Therese of Lisieux (1873-1897), also known as St. Therese of the Child Jesus and the Holy Face, is popularly named the Little Flower. A Carmelite nun, doctor of the church, and patron of a score of causes, she was famously acclaimed by Pope Pius X as the greatest saint of modern times. Therese is not only one of the most beloved saints of the Catholic Church but perhaps the most revered woman of the modern age. Pope John Paul II described her as a living icon of God. Her autobiography Story of a Soul has been translated into sixty languages. Having long transcended national and linguistic boundaries, she has crossed even religious ones. As daughter of Allah, she is venerated widely in Islamic cultures. Therese has been the subject of innumerable biographies and treatises, ranging from hagiographies to attacks on her intelligence and mental health. Thomas R. Nevin has gained access to many untapped archival materials and previously unpublished photographs. As a consequence he is able to offer a much fuller and more accurate portrait of the saint's life and thought than his predecessors. He explores the dynamics of her family life and the early development of her spirituality.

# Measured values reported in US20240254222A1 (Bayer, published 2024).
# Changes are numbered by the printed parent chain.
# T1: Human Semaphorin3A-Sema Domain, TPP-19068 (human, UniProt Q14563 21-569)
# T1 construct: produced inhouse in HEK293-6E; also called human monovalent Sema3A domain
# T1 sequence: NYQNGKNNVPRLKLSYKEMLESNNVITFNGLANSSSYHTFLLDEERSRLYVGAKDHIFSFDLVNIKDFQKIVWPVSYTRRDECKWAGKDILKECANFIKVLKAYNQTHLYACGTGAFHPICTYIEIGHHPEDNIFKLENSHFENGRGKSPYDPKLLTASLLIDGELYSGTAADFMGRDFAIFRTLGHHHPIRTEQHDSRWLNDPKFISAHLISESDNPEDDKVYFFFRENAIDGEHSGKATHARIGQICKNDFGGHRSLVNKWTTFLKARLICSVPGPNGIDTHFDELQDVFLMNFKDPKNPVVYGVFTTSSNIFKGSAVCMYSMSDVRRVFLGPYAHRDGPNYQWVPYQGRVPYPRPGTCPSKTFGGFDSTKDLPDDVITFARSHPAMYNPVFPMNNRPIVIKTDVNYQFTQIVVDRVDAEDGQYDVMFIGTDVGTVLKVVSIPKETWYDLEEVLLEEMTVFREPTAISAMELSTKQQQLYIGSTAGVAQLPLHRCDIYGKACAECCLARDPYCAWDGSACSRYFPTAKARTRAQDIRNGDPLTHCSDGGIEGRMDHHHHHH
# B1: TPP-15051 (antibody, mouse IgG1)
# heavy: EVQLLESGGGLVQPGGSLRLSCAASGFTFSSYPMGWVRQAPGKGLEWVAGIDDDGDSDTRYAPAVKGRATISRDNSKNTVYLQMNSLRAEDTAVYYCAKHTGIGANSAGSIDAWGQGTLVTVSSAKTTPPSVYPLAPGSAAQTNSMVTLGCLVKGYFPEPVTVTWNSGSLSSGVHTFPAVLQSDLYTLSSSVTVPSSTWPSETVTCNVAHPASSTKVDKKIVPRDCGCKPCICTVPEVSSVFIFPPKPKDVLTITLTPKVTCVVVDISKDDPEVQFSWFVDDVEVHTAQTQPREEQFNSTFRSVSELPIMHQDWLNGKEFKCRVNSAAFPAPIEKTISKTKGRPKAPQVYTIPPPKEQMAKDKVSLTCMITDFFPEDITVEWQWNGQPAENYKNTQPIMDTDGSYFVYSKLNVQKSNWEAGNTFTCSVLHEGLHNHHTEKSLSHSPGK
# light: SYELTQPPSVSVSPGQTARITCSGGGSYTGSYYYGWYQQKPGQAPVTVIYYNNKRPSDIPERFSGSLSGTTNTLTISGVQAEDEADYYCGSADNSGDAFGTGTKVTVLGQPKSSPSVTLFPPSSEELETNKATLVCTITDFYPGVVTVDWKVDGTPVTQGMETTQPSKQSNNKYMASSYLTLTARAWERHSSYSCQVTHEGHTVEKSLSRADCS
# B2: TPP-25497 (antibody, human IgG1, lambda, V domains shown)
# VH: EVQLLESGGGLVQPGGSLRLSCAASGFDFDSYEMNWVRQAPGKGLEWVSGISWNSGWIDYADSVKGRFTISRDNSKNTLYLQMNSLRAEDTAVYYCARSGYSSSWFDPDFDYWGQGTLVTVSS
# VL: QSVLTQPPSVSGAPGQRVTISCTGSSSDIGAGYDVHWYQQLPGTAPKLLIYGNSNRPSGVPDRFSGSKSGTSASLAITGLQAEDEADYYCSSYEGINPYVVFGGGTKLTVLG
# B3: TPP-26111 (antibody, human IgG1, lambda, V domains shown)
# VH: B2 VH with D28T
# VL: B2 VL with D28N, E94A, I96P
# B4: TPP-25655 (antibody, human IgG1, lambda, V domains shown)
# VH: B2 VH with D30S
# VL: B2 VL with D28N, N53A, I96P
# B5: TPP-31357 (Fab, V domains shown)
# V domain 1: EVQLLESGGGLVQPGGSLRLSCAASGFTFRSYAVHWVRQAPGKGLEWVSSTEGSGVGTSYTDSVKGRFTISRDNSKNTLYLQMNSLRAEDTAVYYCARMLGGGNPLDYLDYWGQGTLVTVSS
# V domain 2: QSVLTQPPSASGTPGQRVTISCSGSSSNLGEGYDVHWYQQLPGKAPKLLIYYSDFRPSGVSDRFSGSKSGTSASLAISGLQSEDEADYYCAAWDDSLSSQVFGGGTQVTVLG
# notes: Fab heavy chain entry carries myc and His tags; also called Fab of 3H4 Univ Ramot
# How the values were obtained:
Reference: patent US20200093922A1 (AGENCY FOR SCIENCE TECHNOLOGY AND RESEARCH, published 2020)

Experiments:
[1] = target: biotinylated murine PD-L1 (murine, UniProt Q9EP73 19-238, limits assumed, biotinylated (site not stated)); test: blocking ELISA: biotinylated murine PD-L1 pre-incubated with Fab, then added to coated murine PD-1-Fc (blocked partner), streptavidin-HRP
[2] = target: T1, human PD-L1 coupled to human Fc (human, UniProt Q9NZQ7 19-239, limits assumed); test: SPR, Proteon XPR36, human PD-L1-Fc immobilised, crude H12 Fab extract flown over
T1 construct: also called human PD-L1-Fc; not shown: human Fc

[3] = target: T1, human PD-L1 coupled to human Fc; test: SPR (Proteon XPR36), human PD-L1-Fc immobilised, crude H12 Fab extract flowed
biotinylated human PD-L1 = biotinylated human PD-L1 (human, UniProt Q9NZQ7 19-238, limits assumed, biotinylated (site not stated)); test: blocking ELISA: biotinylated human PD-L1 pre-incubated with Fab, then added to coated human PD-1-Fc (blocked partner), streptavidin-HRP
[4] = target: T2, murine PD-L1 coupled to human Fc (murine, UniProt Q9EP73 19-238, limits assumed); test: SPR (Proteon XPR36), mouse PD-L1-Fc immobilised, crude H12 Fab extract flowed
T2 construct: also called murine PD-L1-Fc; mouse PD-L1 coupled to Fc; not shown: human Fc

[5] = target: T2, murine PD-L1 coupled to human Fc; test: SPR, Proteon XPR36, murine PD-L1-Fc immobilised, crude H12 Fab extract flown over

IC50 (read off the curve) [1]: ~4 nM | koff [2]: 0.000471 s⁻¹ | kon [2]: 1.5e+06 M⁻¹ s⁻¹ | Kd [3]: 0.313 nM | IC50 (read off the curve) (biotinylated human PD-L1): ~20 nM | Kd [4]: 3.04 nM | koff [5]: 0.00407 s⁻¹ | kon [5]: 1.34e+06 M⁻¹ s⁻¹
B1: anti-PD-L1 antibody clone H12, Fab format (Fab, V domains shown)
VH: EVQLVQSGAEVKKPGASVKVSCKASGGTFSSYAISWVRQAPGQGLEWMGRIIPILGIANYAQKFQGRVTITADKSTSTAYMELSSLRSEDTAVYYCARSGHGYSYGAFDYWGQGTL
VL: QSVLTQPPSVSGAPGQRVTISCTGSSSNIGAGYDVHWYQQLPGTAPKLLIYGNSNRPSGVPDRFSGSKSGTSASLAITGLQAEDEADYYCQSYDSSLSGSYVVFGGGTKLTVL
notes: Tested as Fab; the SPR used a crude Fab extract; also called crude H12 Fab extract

He draws extensively on the correspondence of her mother and documents her influence on Thereses autobiography and spirituality. He charts the development of Thereses career as a writer. He gives close attention to her poetry and plays usually dismissed as undistinguished and argues that they have great value as texts by which she addressed and informed her Carmelite community. He delves into the French medical literature of the time, in an effort to understand how the tuberculosis of which she died at the age of 24 was treated and lamentably mistreated. Finally, he offers a new understanding of Therese as a theologian for whom love, rather than doctrines and creeds, was the paramount value. Adding substantially to our knowledge and appreciation of this immensely popular and attractive figure, this book should appeal to many general readers as well as to scholars and students of modern Catholic history.
Thomas R. Nevin is Professor of Classical Studies at John Carroll University.